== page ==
This study presents the initial characterization of transgenic mice with mutations in a primary zinc-binding residue (H80), either alone or with a G93A mutation. H80G;G93A superoxide dismutase 1 (SOD1) transgenic mice developed paralysis with motor neuron loss, and ubiquitin inclusion-type rather than mitochondrial vacuolar pathology. Unlike G93A SOD1-related disease, the course was not accelerated by over-expression of copper chaperone for SOD1. H80G SOD1 transgenic mice did not manifest disease at levels of SOD1 transgene expressed. The H80G mutation altered certain biochemical parameters of both human wild-type SOD1 and G93A SOD1. The H80G mutation does not substantially change the age-dependent accumulation of G93A SOD1 aggregates and hydrophobic species in spinal cord. However, both H80G;G93A SOD1 and H80G SOD1 lack dismutase activity, the ability to form homodimers, and co-operativity with copper chaperone for SOD1, indicating that their dimerization interface is abnormal. The H80G mutation also made SOD1 susceptible to protease digestion. The H80G mutation alters the redox properties of SOD1. G93A SOD1 exists in either reduced or oxidized form, whereas H80G;G93A SOD1 and H80G SOD1 exist only in a reduced state. The inability of SOD1 with an H80G mutation to take part in normal oxidation-reduction reactions has important ramifications for disease mechanisms and pathology in vivo.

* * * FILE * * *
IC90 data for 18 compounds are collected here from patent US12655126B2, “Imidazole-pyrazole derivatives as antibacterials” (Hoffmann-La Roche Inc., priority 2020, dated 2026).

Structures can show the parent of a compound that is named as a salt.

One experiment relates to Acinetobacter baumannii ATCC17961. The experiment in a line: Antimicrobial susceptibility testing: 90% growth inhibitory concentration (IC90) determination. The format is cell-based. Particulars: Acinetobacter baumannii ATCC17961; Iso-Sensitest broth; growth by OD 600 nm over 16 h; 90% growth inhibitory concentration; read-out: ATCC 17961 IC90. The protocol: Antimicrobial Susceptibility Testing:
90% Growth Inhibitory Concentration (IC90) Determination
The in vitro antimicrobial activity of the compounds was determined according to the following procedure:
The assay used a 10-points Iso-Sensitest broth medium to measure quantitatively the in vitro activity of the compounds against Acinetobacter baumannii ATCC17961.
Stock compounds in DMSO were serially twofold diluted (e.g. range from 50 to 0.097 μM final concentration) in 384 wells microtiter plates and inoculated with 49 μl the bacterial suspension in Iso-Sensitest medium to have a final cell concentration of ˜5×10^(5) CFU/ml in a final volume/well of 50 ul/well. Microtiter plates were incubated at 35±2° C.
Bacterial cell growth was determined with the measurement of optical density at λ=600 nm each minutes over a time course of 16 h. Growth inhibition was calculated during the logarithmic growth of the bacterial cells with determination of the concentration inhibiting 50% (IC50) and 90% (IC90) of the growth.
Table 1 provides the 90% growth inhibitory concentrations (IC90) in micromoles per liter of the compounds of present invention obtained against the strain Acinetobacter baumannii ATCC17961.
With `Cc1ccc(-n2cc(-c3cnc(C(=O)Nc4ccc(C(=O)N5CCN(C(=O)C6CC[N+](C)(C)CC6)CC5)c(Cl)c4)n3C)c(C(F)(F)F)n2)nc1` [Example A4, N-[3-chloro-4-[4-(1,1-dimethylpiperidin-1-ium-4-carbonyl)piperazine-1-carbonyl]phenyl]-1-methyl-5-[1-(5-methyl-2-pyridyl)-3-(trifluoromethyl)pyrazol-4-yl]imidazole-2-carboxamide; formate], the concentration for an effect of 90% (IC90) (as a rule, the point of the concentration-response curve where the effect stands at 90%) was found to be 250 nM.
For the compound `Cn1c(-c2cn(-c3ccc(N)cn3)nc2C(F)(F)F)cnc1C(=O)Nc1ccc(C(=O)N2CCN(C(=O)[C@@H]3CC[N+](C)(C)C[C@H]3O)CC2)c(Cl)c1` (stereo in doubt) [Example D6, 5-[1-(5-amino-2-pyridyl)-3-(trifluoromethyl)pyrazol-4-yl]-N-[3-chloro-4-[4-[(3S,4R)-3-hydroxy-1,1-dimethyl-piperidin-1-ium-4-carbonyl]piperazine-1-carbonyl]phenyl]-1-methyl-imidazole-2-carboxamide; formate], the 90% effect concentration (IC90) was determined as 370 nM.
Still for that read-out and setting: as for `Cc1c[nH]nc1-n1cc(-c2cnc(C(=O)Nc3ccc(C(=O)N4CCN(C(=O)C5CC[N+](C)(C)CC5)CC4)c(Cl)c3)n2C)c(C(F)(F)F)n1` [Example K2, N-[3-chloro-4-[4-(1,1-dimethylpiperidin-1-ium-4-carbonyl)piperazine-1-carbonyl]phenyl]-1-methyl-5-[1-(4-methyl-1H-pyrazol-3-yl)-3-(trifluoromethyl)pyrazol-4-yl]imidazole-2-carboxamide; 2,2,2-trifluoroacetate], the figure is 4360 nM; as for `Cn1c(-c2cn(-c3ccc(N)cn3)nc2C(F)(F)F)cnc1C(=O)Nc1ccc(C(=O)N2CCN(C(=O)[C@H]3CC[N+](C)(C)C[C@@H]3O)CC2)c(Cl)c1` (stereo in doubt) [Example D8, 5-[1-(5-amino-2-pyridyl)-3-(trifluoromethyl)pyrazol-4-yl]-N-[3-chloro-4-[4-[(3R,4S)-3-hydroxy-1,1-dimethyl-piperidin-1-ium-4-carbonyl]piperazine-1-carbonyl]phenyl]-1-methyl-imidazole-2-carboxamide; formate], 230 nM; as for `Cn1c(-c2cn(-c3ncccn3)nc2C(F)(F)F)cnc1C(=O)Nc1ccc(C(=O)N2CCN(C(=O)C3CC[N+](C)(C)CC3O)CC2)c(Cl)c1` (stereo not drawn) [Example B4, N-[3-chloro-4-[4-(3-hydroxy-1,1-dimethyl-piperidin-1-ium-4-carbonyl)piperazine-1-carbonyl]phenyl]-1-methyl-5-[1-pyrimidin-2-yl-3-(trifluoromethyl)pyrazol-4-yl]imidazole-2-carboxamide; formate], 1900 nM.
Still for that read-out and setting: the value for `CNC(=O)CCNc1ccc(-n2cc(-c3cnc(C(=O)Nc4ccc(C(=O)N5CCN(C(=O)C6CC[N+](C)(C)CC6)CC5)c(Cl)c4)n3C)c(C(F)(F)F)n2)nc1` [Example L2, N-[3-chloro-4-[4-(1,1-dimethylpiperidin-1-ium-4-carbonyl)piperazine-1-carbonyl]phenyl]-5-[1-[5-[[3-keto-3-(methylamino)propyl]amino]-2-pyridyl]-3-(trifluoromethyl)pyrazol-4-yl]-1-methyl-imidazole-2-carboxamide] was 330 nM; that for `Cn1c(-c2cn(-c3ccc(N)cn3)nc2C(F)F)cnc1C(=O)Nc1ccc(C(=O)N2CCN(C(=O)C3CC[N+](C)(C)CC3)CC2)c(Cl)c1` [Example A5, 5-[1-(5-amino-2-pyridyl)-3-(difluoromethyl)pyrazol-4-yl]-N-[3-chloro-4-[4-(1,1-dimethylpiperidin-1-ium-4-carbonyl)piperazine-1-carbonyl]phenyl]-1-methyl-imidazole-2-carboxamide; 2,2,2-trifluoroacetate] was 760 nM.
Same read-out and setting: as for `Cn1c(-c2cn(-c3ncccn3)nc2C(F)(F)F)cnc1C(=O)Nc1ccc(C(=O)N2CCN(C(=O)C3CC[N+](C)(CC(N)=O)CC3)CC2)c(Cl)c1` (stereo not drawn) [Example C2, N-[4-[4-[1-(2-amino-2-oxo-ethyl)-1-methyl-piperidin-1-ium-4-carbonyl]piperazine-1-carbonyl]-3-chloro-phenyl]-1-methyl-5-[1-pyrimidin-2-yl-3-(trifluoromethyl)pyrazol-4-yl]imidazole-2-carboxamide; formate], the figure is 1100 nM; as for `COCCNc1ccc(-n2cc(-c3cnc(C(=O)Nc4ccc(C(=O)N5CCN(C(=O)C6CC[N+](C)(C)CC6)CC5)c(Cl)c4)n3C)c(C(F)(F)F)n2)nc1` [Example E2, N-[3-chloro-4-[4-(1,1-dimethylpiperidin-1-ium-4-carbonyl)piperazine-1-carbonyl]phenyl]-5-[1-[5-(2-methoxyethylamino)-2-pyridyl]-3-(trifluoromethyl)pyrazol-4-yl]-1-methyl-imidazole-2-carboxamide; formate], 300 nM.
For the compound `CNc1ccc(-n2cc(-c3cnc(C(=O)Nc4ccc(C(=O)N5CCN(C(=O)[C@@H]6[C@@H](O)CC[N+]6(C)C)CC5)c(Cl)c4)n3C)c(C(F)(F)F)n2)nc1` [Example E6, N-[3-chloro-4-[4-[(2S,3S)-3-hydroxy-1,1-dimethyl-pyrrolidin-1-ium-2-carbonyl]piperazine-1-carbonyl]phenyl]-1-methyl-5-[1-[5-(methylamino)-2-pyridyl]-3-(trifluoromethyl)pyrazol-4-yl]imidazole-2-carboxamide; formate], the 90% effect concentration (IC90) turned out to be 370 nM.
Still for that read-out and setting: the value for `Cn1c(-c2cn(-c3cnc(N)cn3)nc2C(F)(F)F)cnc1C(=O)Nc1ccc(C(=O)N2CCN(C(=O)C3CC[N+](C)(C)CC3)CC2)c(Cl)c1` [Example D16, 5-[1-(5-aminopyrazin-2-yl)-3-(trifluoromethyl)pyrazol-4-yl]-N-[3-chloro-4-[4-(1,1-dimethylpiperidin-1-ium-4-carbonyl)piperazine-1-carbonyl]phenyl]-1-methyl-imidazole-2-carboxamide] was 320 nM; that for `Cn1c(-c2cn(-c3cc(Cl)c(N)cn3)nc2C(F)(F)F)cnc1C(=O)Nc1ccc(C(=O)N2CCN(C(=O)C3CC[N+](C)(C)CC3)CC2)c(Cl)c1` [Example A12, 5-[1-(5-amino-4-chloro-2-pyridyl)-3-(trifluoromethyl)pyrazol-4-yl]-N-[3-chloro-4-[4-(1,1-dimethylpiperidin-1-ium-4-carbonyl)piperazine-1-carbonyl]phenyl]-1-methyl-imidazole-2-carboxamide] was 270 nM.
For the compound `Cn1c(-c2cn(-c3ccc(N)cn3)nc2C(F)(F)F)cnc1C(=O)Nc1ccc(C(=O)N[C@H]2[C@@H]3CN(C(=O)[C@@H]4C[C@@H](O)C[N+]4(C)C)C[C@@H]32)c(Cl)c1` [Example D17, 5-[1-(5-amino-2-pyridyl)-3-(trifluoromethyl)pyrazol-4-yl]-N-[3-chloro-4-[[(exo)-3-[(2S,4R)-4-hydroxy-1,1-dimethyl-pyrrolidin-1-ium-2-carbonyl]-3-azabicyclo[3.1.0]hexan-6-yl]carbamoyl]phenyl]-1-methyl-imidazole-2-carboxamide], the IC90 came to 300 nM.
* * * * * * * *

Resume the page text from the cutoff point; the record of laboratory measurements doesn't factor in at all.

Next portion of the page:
- amyotrophic lateral sclerosis
- motor neuron
- superoxide dismutase
ASJC Scopus subject areas
- Cellular and Molecular Neuroscience